Category: Engines

What future is there in DC motors?

One of the websites I like to visit is GasBuddy.com because it allows vehicle drivers to be able to find the lowest price of gas in their area. Sometimes this might be near where they live or it might be where they are traveling. In either case this is a good example of providing a needed service to a select set of individuals. It appears based on the Advertising page that GasBuddy has over 22,000,000 drivers per month reporting gas prices throughout the U.S. and Canada.

One of the most fascinating parts of the website is the section where those that have signed up with GasBuddy are able to find and post articles generally related to gas prices, what causes gas prices to go up or down, the latest in pipelines, oil troubles, and cars. You have to be a member to get to the forums, however, you can hit the GasBuddy blog and still learn quite a bit gas prices, the worst drivers in the U.S., miles per gallon studies and the like.

One of the auto companies that is talked about a lot in the forums and on the GasBuddy blog is General Motors (GM). How does all this relate to DC motors? Well, just today, April 8, 2014, “GM announced that it plans to invest $449 million in upgrades and technological advancements at the Detroit-Hamtramck Assembly (D-HAM) Plant and Brownstown Battery Assembly Plant.” All of the DC motors on the Motors Are Fun website use batteries to provide the power to make the motors move. This article talks about how GM manufactures five vehicles from three brands on the same assembly line. Three of the cars, Chevrolet Volt, the Cadillac ELR, and the Opel Ampera, are electric vehicles. So, how does all this relate to DC motors? What you are learning on the Motors Are Fun website can be directly applied to electric vehicles and batteries – there is a future, a good future for those that want to invest their time and learning into STEM subjects.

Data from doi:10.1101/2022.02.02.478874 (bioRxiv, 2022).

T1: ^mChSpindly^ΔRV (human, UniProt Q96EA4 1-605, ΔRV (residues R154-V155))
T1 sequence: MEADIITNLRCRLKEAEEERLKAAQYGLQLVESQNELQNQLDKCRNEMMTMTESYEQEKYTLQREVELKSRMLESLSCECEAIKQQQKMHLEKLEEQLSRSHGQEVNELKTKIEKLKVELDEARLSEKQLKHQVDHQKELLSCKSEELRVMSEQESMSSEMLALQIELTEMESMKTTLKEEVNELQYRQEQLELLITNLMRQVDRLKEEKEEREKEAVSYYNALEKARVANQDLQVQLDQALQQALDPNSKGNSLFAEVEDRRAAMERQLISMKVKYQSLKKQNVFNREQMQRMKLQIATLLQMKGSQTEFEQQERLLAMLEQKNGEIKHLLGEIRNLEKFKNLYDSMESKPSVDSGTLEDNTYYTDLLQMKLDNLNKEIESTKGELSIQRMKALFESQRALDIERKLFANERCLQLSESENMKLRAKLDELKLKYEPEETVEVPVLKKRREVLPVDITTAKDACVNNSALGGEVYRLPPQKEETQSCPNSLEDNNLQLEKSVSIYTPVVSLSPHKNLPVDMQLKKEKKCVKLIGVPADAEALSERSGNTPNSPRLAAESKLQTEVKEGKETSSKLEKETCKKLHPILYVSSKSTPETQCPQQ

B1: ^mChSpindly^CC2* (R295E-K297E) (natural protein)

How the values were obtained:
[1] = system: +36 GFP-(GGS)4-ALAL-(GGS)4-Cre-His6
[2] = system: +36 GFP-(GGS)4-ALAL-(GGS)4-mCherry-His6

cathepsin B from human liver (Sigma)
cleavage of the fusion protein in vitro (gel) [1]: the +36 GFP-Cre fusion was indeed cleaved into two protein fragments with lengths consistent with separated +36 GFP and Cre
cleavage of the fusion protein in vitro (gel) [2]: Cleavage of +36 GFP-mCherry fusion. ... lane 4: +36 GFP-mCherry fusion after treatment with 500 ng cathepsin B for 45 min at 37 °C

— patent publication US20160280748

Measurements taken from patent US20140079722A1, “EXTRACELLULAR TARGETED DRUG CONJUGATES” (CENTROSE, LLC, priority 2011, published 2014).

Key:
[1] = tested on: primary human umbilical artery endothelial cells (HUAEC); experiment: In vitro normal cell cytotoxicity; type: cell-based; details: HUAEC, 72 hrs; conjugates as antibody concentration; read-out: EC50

Quote for the Day:  “If you wait until the wind and the weather are just right, you will never plant anything and never harvest anything.” — Ecclesiastes 11:4

Serious horsepower in monster engines

Blogs are a bunch of fun. You get the opportunity to help educate children and adults in whatever topic the blog represents. Today, I’d like to introduce a link to a website that has some very interesting engines. Wikipedia defines “an engine or motor as a machine designed to convert energy into useful mechanical motion.” The engines you will see burn fuel to create heat. The heat, through a series of processes, creates motion. This is different than the DC motors that are featured on this site that convert electricity into mechanical motion.

When you hit the link below you will be taken to a site that has ship engines. As a matter of fact you will find seven “Monster Engine Designs.” Actually, I counted six engines and the seventh engine shown is part of a contest to identify the name of that final engine. Notice how large the engine is – you can tell how large the engine is from the size of the man standing on the platform.

Well, here is the link, enjoy seeing and reading about some of the largest engines on the earth.

 

Quote for the Day : “Most people are about as happy as they make up their minds to be.”– Abraham Lincoln